After a two-month run of exclusivity at Sony’s Direct consumer storefront, the PlayStation VR2 headset is finally making its way to retailers. The headset has received positive reviews, but it is not inexpensive.
The firm broke the announcement on Twitter, but they have not yet established an official date or even announced which merchants would be the lucky ones to get their hands on the headset that is compatible with the PS5. Customers of Sony are directed to check with local retailers for information regarding product availability.
Although it has been claimed by ShopTo, a UK retailer, that the VR headset would be available for purchase beginning on May 12th, it remains to be seen whether or not this date will hold true for every online and brick-and-mortar retail location across the globe.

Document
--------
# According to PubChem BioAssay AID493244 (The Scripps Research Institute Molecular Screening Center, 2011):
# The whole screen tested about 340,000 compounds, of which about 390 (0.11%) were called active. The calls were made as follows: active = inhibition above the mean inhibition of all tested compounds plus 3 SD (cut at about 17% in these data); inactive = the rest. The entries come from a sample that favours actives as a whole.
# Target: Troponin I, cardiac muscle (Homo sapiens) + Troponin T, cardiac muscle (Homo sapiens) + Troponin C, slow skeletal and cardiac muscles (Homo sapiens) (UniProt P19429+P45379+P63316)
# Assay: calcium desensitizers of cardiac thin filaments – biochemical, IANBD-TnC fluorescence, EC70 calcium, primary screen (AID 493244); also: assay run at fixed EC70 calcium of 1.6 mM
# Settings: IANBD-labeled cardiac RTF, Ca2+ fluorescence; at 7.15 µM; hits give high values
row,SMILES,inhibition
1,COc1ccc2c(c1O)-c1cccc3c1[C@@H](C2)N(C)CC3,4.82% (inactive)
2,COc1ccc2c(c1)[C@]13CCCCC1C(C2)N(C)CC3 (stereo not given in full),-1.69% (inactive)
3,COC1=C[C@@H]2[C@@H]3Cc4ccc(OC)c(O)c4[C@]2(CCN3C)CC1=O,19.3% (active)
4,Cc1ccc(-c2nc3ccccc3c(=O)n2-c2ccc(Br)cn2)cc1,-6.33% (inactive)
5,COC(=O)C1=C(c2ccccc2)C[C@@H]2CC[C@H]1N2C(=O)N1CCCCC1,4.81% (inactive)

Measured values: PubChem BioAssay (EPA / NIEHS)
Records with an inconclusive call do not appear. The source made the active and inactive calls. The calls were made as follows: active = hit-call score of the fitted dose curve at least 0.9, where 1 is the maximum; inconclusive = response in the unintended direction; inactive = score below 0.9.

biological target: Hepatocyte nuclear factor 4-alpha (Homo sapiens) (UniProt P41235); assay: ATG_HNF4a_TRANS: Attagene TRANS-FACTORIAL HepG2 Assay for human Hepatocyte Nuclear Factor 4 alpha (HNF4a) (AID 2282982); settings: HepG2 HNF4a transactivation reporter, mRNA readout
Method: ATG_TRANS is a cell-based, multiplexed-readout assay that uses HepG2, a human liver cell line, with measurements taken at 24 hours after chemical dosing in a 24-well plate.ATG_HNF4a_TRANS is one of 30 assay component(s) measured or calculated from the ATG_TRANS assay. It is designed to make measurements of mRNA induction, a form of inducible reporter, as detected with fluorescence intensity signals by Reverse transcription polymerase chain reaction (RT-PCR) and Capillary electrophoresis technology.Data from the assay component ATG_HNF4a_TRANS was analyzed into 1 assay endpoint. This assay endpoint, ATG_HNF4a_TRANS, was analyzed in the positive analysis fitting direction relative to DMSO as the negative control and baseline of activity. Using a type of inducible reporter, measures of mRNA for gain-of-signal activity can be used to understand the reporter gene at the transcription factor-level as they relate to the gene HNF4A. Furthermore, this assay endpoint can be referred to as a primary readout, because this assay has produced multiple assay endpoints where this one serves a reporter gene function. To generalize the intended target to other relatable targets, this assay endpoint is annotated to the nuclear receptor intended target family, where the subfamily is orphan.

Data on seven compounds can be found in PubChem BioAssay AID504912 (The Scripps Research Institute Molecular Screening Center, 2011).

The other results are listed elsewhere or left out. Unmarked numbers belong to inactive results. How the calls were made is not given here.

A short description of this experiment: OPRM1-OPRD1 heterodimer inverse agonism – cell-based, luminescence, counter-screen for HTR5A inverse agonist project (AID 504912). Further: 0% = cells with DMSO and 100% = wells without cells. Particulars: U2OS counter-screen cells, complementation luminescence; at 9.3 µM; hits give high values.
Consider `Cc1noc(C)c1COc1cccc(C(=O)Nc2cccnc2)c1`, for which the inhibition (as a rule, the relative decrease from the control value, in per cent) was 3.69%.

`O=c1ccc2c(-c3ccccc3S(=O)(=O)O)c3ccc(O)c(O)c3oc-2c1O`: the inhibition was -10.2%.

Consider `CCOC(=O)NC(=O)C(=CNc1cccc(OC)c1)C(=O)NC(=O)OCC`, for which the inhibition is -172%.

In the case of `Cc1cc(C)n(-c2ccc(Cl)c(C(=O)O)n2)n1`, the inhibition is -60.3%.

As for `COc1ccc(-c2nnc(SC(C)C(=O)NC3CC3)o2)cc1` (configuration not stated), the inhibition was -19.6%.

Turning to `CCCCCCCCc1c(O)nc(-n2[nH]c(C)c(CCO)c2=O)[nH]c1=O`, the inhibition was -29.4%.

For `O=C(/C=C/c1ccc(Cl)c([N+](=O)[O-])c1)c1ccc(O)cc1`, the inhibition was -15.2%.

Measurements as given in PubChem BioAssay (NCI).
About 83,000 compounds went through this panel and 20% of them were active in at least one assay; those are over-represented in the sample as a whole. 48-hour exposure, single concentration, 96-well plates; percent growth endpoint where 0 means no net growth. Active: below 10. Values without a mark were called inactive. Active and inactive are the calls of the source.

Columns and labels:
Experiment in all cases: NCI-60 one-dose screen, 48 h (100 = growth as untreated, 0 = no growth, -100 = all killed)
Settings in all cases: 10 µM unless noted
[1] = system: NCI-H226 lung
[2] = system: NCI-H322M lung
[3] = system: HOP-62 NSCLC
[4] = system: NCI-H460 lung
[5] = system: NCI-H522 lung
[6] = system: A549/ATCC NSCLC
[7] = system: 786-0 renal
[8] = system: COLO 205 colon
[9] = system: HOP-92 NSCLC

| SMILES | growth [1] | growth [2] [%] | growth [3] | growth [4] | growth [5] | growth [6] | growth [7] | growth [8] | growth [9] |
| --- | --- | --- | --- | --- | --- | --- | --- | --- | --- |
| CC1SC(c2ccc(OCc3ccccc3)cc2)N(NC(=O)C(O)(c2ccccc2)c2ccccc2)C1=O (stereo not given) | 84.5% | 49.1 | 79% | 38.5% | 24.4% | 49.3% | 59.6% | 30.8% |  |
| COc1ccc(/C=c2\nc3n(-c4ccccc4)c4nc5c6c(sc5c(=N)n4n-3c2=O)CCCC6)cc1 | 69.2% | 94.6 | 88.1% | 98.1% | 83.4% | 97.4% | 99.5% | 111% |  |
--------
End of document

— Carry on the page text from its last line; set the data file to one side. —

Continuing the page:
It is important to keep in mind that a family-friendly video game titled The Legend of Zelda: Tears of the Kingdom will be available for purchase on Switch on May 12th, so you should be prepared for crowds if you go into a store seeking for merely a VR headset on that day.
Availability will likely lower prices and make PSVR 2 headsets easier to buy.
The PlayStation 5 attachment costs $550, making it more expensive than the console itself. Although Sony has not published any sales data for the headset, the company did announce that it would be halving its sales expectation numbers before the headset’s introduction in February since preorders were lower than expected.
It’s unlikely that having the headset hidden behind a private online gateway helped its popularity at all.
Although the PSVR 2 has been lauded for its outstanding visuals, improved controllers, and the capacity to provide haptic feedback, critics have noted that the game library is on the small side (at least for the time being).
We can only hope that an increase in availability will make it possible for the headset to find its way into more households, thereby hastening its acceptance by the general public and providing a genuine challenge to the Meta Quest platform. This can only be seen as a positive development for VR in general.